By Ernest Ward, DVM
Cardiomyopathy is defined as degeneration of the heart muscle. As a result of this degeneration, the muscle becomes thinner, particularly the thick muscle wall of the left ventricle. The pressure of the blood inside the heart causes these thin walls to stretch resulting in a much larger heart. This condition is described as Dilated Cardiomyopathy (DCM).
Dilated cardiomyopathy may have a sudden onset of clinical signs, although the heart disease has been developing slowly and insidiously. Some dogs may develop severe congestive heart failure (CHF) in only a few hours. Rapid, heavy breathing, a blue tongue, excessive drooling or collapse may be the first signs.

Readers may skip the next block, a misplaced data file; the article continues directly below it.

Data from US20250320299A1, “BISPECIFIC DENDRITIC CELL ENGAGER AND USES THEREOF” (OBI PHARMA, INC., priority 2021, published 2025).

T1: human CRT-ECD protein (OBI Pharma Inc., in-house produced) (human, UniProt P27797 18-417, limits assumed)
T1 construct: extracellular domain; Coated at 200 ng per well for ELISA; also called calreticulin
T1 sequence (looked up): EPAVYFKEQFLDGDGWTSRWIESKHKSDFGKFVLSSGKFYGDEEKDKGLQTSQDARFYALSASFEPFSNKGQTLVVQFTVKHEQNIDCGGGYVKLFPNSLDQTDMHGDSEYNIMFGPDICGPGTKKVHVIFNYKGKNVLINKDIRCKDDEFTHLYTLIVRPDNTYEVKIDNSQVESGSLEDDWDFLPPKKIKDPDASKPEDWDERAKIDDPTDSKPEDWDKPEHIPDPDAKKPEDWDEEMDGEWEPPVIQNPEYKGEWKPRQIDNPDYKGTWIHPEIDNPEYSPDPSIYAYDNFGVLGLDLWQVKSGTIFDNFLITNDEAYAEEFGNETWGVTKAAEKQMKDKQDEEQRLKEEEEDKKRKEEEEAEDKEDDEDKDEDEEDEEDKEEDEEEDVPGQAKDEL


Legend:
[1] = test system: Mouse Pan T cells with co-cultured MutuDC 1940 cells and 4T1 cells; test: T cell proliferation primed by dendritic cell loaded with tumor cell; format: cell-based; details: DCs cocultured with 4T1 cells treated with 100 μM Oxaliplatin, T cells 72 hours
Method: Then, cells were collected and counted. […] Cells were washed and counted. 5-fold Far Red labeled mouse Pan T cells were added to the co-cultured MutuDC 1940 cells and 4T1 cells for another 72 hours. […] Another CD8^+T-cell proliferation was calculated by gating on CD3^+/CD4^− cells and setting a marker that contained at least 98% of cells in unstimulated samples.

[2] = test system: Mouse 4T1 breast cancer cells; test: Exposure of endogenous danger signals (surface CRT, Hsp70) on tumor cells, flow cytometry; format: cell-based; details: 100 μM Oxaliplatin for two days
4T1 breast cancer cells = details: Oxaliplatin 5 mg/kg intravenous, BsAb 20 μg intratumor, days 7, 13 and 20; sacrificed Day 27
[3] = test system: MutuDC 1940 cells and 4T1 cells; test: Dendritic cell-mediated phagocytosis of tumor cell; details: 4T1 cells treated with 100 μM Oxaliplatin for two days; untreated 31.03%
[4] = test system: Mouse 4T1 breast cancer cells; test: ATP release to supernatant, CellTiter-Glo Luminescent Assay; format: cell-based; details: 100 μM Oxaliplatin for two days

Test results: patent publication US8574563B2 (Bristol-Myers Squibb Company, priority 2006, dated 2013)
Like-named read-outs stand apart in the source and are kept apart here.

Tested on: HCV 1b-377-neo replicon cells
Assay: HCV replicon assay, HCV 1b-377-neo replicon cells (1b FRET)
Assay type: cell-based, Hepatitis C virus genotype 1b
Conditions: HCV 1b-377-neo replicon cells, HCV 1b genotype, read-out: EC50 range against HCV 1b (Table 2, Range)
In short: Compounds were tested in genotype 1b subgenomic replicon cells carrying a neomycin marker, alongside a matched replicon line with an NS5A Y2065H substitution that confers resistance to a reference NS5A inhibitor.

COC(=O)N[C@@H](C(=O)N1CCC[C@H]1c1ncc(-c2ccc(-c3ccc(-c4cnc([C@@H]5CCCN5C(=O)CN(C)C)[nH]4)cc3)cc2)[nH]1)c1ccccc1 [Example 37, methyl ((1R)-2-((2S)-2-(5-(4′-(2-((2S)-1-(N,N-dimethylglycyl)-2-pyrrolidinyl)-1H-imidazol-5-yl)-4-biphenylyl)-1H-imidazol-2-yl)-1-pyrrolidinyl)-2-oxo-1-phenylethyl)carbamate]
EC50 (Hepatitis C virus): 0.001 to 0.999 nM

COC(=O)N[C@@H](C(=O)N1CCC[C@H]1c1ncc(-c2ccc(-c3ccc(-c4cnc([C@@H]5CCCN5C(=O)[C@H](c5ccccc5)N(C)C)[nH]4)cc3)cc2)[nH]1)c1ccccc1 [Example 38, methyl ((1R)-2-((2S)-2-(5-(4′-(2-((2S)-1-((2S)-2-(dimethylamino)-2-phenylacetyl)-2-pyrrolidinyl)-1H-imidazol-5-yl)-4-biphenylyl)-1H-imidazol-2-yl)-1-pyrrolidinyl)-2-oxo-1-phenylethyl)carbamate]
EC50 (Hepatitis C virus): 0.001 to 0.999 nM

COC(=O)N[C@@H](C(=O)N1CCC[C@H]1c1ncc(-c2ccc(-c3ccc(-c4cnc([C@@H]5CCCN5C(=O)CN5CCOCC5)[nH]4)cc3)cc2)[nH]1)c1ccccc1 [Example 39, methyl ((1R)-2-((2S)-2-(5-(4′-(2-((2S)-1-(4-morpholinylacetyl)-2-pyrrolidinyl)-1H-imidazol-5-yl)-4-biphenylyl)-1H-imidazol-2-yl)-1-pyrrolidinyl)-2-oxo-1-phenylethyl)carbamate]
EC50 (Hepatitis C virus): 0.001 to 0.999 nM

Before a diagnosis of dilated cardiomyopathy is made, several tests are performed to assess different aspects of heart function.
Blood and urine tests. We are especially concerned about liver and kidney function because these organs are often impaired in heart disease.